P49

Automated alarm to detect antigen excess in serum free immunoglobulin light chain kappa and lambda assays - Experience from routine application.

Karin Toska1,*, Erik Koldberg Amundsen1, Petter Urdal1, Olav Klingenberg1

1Department of Medical Biokjemistry, Oslo University Hospital, Oslo, Norway

Introduction: Antigen excess occurs when antibody of a defined limited capacity is mixed with too high amount of antigen, causing a false, mostly low concentration result. We have recently developed and verified an automated antigen excess detection method (prozone check) for use with an immunological assays for serum free immunoglobulin light chains, SFLC-k and SFLC-l,  using Binding Site reagents and methods adapted to the Roche Cobas c.501 analyzer (1).

Objectives: In order to detect any lot-to-lot reagent differences in appropriate cut-off level of the alarm, we follow the SFLC antigen excess alarm factor (AEAF) values and its relationship to the SFLC concentrations during routine use during a 6 month period.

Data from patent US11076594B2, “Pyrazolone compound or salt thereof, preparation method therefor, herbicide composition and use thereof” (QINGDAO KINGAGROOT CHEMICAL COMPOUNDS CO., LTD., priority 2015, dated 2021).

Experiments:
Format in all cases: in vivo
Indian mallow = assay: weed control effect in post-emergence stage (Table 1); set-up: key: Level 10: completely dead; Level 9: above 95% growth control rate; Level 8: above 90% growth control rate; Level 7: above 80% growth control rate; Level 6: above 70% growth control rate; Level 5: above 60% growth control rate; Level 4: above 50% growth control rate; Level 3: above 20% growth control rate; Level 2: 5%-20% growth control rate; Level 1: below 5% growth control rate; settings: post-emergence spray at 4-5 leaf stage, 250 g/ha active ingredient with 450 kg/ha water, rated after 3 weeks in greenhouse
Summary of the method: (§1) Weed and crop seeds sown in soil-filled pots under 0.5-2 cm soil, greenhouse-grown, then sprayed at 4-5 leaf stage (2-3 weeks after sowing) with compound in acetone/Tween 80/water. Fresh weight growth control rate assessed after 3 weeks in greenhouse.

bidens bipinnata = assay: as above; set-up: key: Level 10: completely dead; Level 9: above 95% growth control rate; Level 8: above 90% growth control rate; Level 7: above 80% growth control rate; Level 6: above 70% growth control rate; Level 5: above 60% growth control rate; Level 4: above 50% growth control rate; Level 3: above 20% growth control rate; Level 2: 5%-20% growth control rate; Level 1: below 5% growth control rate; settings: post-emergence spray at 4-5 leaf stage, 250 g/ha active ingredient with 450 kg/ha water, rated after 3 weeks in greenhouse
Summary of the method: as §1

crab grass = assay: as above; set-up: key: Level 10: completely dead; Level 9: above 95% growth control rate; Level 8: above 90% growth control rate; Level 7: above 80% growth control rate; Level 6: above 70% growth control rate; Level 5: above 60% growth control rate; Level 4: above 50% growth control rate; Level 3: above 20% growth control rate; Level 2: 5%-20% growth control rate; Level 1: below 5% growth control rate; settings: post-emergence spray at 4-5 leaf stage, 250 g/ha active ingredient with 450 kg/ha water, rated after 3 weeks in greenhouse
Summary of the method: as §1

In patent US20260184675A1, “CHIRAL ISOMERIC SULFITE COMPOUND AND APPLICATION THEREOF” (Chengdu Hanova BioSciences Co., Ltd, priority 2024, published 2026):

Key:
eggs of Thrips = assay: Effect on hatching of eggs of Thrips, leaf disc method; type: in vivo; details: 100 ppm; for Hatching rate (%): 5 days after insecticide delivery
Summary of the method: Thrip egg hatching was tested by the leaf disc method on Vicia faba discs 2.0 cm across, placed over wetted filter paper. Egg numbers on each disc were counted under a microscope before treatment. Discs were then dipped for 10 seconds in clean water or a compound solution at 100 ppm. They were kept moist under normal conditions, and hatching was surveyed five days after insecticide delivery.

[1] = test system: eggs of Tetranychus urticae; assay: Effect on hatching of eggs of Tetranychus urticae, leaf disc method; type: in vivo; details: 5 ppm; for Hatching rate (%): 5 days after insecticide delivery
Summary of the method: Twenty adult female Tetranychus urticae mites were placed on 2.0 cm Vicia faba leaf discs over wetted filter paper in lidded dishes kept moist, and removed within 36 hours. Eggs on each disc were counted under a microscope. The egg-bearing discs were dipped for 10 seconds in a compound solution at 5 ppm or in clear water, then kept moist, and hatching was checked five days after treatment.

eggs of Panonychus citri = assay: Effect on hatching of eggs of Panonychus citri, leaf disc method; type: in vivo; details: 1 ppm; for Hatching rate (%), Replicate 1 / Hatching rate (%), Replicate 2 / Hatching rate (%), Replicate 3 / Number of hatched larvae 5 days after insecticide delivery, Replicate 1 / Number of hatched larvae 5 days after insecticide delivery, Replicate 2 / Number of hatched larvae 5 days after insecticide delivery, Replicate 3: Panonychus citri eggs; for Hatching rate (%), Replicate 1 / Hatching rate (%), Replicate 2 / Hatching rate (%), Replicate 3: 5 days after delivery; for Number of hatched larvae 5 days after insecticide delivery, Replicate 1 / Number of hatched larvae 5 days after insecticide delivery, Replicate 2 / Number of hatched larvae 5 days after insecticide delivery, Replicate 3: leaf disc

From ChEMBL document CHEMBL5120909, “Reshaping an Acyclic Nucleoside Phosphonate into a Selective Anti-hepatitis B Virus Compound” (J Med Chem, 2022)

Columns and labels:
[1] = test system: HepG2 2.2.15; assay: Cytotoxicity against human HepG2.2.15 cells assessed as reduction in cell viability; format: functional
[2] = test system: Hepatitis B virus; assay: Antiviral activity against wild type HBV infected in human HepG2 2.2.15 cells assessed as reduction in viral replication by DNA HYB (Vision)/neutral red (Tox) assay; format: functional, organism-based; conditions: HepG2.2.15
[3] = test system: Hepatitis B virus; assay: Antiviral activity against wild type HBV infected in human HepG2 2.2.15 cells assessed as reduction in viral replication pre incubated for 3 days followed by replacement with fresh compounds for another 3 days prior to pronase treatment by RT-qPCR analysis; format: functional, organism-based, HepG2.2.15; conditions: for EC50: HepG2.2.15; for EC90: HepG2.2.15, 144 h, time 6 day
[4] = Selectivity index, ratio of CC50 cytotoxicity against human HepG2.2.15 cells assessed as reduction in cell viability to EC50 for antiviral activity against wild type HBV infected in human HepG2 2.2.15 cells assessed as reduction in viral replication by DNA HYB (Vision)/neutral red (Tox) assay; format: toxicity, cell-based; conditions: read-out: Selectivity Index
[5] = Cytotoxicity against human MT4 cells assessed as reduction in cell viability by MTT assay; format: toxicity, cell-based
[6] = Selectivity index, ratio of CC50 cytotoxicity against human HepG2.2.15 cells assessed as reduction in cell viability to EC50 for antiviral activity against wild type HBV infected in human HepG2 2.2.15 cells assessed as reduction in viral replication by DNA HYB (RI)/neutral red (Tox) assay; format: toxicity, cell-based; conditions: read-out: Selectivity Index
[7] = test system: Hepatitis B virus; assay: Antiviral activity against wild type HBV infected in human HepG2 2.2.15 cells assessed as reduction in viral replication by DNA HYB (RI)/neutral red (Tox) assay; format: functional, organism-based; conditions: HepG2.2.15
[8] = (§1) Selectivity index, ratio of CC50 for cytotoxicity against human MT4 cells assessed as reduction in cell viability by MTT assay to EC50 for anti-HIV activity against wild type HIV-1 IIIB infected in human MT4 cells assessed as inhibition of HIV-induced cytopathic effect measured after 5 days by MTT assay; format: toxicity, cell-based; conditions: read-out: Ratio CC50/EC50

Methods: The antigen excess method is based on recordings of absorbance development during the initial seven minutes of reaction (absorbance reading points 12-70) in patient sera, with and without antigen excess. The AEAF is calculated as the ratio of absorbance increases between reading points 60-68 and 12-20, multiplied by 100. Upon our request Roche added to our two SFLC assays a program which calculated this antigen excess alarm factor and triggered an alarm when the factor was outside a defined value range. This alarm initiates an automatic rerun at a five-fold lower sample fraction. The AEAF was subsequently verified by analyzing serum from 325 persons of whom 143 were multiple myeloma patients. The AEAF did detect all known antigen excess samples. In the present study, we follow the value of AEAF and the resulting value of the concentration results from the daily, routine use in all samples sent to the department of medical biochemistry for analysis of SFLC. Daily control sera and several of frozen sera with known AEAF from the previous study were also analyzed.

Results: Will be presented

Conclusion: An AEAF based on the absorbance development during antigen-antibody reaction is able to detect antigen excess in SFLC analysis. 

Keywords: Biochemistry, Method